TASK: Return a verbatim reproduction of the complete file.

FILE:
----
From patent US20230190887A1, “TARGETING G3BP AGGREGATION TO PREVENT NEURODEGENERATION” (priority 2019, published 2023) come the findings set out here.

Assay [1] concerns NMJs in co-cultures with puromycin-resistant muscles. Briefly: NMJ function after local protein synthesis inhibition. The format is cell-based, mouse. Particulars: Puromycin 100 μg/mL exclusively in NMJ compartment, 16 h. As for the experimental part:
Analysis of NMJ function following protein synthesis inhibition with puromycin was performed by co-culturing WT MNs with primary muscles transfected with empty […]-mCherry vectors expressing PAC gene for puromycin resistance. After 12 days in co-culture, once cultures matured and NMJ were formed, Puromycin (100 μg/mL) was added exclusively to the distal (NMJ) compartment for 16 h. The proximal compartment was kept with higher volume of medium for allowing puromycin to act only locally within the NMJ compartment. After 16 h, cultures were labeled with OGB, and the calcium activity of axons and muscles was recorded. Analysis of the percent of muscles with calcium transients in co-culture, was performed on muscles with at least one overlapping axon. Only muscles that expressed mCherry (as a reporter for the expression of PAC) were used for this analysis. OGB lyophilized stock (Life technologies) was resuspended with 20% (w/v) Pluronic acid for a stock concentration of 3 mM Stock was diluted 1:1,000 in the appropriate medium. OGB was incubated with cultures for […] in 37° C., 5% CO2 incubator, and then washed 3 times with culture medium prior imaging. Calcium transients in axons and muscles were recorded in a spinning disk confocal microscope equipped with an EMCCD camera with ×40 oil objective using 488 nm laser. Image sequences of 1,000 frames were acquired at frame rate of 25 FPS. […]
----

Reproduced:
From patent US20230190887A1, “TARGETING G3BP AGGREGATION TO PREVENT NEURODEGENERATION” (priority 2019, published 2023) come the findings set out here.

Assay [1] concerns NMJs in co-cultures with puromycin-resistant muscles. Briefly: NMJ function after local protein synthesis inhibition. The format is cell-based, mouse. Particulars: Puromycin 100 μg/mL exclusively in NMJ compartment, 16 h. As for the experimental part:
Analysis of NMJ function following protein synthesis inhibition with puromycin was performed by co-culturing WT MNs with primary muscles transfected with empty […]-mCherry vectors expressing PAC gene for puromycin resistance. After 12 days in co-culture, once cultures matured and NMJ were formed, Puromycin (100 μg/mL) was added exclusively to the distal (NMJ) compartment for 16 h. The proximal compartment was kept with higher volume of medium for allowing puromycin to act only locally within the NMJ compartment. After 16 h, cultures were labeled with OGB, and the calcium activity of axons and muscles was recorded. Analysis of the percent of muscles with calcium transients in co-culture, was performed on muscles with at least one overlapping axon. Only muscles that expressed mCherry (as a reporter for the expression of PAC) were used for this analysis. OGB lyophilized stock (Life technologies) was resuspended with 20% (w/v) Pluronic acid for a stock concentration of 3 mM Stock was diluted 1:1,000 in the appropriate medium. OGB was incubated with cultures for […] in 37° C., 5% CO2 incubator, and then washed 3 times with culture medium prior imaging. Calcium transients in axons and muscles were recorded in a spinning disk confocal microscope equipped with an EMCCD camera with ×40 oil objective using 488 nm laser. Image sequences of 1,000 frames were acquired at frame rate of 25 FPS. […]